Q: I hate my large pores on the face. Can I get improvement by tightening the skin with Ulthera?
A: No. Ulthera can provide some lifting of the face without surgery, but it does not affect the surface of the skin. You might get improvement with Fraxel laser.
Q: For ten years I have had Botox in my glabella and upper forehead. Now it seems that, at the age of 44, I can't get Botox of the forehead without my upper eyelids sagging. It bothers me when I put on mascara but I hate the forehead lines. The doctor suggested I get a brow lift but I don't want surgery. Are there any other alternatives?
A: Filler can be injected into the upper outer eyebrow to give the periorbital area support. Usually I use Restylane in this area. This however, is often not enough and if surgery is not done, then non-invasive tightening could be done, if the skin is photodamaged enough and warrants ablative therapy, with Fraxel Repair or Plasma resurfacing. Lifting might be accomplished more effectively with either Thermage or Ulthera. Ultherapy has become an additional tool that physicians have in their armamentarium to fight the aging process. The FDA cleared Ulthera for skin lifting without surgery. There is virtually no down time but the effect can take between three and six months, or more, to be realized. The amount of lift will not be the same as surgery and no patient should consider having the treatment if they think they will get such a great response.
Q: I heard about a treatment that does not involve surgery that can lift the jowls of my face and allow me to go out socially the next day. How can this be?
A: Ultherapy is a treatment that involves focused, concentrated, intense, ultrasound energy in a fractional delivery. It penetrates the outer layer of skin, the epidermis, without injuring it and affects the deep dermal tissues. The SMAS layer, a connective tissue layer that plastic surgeons mechanically tighten with stitches during facelift surgery to lift the skin, tightens by itself after it absorbs the Ulthera energy. Dermal collagen also is stimulated to grow and contract. The FDA cleared Ulthera for skin lifting. It won't give a result as high a lift as surgery, nor can anyone be guaranteed a result, but without surgery to see such a good improvement in many individuals is rewarding.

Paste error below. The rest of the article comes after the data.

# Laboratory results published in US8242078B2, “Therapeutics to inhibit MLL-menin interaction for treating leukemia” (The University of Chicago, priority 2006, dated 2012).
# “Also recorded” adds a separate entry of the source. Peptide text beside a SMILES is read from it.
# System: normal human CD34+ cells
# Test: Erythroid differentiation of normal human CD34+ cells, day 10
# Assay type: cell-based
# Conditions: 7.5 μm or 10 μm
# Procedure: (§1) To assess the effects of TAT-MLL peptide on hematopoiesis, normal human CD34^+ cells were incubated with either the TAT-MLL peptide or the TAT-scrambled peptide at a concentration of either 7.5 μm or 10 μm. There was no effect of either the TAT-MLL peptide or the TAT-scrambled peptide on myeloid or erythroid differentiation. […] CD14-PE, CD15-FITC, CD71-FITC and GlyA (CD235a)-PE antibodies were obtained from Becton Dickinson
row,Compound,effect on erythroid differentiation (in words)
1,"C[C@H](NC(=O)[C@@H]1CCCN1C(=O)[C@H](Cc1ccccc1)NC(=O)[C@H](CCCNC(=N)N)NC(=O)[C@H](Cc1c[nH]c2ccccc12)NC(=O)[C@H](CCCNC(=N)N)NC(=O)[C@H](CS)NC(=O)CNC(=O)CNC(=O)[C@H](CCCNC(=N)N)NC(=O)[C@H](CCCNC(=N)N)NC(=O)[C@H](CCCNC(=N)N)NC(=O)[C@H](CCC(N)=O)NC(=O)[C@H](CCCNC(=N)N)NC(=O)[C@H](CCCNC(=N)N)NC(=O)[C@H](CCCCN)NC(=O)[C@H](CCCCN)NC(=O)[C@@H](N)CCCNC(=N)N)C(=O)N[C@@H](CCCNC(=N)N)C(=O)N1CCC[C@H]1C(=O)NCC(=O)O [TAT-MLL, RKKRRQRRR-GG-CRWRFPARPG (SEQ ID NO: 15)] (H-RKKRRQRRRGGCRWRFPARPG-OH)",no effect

Q: If ten years ago I was able to get my forehead lines completely removed with Botox, why does my doctor in NYC now say that the forehead shouldn't be treated any longer? I was recommended to have Ulthera instead, why?
A: As we age, the forehead drops and with that, the upper eyelids can sag over the pupil and even obstruct our upper field of vision. We use the forehead muscle and start to contract it all the time, even without our knowing, to help lift the upper eyelid. If Botox relaxes the forehead muscle to eliminate the lines, then we can't help lift the eyelids. The eyes become smaller-appearing and the eyelids droop more. This is then fixed with either a blepharoplasty (eyelid surgery) or a combination of a brow lift and blepharoplasty. When the droop is not too excessive, some patients can get a lift from Ulthera or Thermage. Ultherapy uses a focused deep and strong ultrasound energy that heats up the tissue and causes the collagen to contract. Ulthera has obtained FDA clearance for lifting without surgery. It works well for some, but not all patients, and never will produce the same tightening that surgery does.
Q: If I had Restylane in NYC injected along my smile folds, can I still have Ulthera?